|Exclusive News and Interviews
Gibsonton Day 2
By MCW STAFF
Gibsonton, FL -- Wednesday was another beautiful day in Gibsonton as crowds continued to grow for the trade show sponsored by the International Independent Showmen's Foundation. The MCW booth was busy with the arrival of Matt Cook. Many people stopped by to say hello. Michael Skelly, Joe Kennedy, Richard Tinsley and Steve Lisko were some of the carnival owners saying hello. Chestnut Identity Apparel also came by to purchase some banner advertising for the coming year.
Educational seminars were a big focus of this year's show and Wednesday was busy with several interesting topics. Patty Sullivan began the slate of talks at 10 am with her "Raising the Bar on Ride Safety Program" sponsored by the OABA. Ms. Sullivan has developed a comprehensive plan for teaching ride safety in grade schools. Pointing out that customer error is the cause of up to 85% of all ride accidents, she believes that education of safe behavior in grades K - 6 will help to reduce incident rates.
"Kids today have lots of safety training about tornados, fire and other potential safety hazards, but they are more likely to come in contact with a carnival ride than a natural disaster", said Sullivan. Sullivan recommends using the fair board members and local contacts to arrange for safety talks in schools 4-6 weeks before school is out, just at the beginning of the fair and carnival season. The carnival owner, a family member, a show employee or a committee member trained by the carnival can present the program. Potential target groups would include schools, church groups, Brownie groups, YMCAs and pre-schools.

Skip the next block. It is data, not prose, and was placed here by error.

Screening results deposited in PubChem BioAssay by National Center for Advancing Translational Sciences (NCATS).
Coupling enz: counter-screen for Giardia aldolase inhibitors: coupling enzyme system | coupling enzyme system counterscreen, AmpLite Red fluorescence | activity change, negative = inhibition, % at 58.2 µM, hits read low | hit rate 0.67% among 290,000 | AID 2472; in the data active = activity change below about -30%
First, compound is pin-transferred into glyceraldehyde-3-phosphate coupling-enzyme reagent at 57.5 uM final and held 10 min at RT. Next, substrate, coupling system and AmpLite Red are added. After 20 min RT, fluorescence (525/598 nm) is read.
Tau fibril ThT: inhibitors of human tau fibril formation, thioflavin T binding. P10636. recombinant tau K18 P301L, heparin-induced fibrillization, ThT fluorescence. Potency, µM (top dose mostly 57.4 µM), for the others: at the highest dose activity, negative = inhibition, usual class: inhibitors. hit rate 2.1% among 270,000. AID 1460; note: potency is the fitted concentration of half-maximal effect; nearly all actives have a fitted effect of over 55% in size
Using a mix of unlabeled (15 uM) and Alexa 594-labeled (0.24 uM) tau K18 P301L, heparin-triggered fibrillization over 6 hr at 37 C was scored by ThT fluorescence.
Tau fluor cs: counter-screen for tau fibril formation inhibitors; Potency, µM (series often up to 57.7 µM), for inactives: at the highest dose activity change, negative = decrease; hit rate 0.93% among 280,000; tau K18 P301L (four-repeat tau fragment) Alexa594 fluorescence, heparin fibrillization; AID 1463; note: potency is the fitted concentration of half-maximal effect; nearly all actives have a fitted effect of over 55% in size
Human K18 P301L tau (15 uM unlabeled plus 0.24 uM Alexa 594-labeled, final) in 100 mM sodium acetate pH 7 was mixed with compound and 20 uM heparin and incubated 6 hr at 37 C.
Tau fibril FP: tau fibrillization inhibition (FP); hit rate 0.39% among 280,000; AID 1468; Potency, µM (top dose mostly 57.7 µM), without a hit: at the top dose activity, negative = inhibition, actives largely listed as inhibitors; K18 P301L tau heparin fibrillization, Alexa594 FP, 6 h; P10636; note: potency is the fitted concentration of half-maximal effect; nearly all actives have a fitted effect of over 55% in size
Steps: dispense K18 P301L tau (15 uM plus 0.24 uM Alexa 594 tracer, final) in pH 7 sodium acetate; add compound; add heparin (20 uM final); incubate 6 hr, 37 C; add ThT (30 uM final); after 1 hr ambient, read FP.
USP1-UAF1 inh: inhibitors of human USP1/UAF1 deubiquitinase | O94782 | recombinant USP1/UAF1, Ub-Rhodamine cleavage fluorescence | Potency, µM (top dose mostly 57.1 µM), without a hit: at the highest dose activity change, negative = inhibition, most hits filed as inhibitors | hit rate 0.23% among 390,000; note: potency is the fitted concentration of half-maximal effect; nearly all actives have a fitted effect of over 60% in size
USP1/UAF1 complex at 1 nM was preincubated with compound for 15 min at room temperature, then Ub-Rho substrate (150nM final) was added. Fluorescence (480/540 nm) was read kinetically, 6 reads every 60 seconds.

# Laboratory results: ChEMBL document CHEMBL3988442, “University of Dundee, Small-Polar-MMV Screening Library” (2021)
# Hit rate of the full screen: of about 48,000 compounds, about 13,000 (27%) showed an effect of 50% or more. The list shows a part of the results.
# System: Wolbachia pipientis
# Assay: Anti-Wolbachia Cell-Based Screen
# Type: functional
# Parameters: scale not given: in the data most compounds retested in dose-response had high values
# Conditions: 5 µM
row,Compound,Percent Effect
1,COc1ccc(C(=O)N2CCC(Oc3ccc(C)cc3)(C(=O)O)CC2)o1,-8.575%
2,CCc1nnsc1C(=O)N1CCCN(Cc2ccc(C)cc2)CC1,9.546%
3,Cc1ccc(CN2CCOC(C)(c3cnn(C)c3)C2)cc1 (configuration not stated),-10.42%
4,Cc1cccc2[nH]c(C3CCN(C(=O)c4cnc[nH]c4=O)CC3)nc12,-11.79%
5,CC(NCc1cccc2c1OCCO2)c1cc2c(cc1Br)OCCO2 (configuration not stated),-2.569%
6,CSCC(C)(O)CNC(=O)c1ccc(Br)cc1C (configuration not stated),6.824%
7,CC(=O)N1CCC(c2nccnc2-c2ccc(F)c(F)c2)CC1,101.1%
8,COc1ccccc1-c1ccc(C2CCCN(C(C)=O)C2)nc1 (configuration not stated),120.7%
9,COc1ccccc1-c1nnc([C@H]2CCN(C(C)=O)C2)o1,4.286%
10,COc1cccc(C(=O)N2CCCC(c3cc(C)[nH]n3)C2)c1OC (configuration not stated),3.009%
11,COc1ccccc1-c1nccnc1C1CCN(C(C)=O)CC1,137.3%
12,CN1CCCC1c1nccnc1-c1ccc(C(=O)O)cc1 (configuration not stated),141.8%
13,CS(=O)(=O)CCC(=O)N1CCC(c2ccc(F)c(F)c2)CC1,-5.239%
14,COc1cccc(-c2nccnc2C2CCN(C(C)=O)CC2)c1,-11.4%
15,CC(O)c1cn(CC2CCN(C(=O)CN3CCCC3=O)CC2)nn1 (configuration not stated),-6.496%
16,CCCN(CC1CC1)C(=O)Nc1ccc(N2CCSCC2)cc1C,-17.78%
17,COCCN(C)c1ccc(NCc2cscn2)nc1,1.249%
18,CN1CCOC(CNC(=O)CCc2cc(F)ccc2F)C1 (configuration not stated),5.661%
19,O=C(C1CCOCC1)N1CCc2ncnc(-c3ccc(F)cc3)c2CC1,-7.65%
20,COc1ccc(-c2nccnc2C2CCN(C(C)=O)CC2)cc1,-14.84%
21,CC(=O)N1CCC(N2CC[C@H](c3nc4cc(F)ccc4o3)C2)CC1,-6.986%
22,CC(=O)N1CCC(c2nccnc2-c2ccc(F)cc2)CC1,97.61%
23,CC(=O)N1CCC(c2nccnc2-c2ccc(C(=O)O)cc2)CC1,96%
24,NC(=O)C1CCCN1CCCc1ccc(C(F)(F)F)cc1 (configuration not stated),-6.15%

The program for the educational talk consists of a short talk about the history of the speaker and their company, the showing of the 8-minute OABA-produced video, "Safe Fun at the Carnival", followed by another 10 minutes of a coloring or drawing activity and questions from the audience.
Material for the course, including an outline for the talk, downloadable coloring pages and drawing topics can be found on the OABA and AIMS websites. Sullivan said that customizing the program to the show or event is also a good idea. The coloring pages can bear the show's logo or mascot and a promotional offer can be printed on the back of the paper, encouraging the kids to visit the fair after the talk.
Several enthusiastic suggestions were made about the program. Reed Williams recommended using the program in conjunction with the "Read to Win" program his show currently uses. Sullivan said that keeping the presentation fun and making a lasting impression on kids was most important. By focusing on issues such as wearing proper shoes, staying seated in the cars and observing the attraction before riding the talks would have a long term positive impact on the safety record of the industry in an area many overlook, customer education.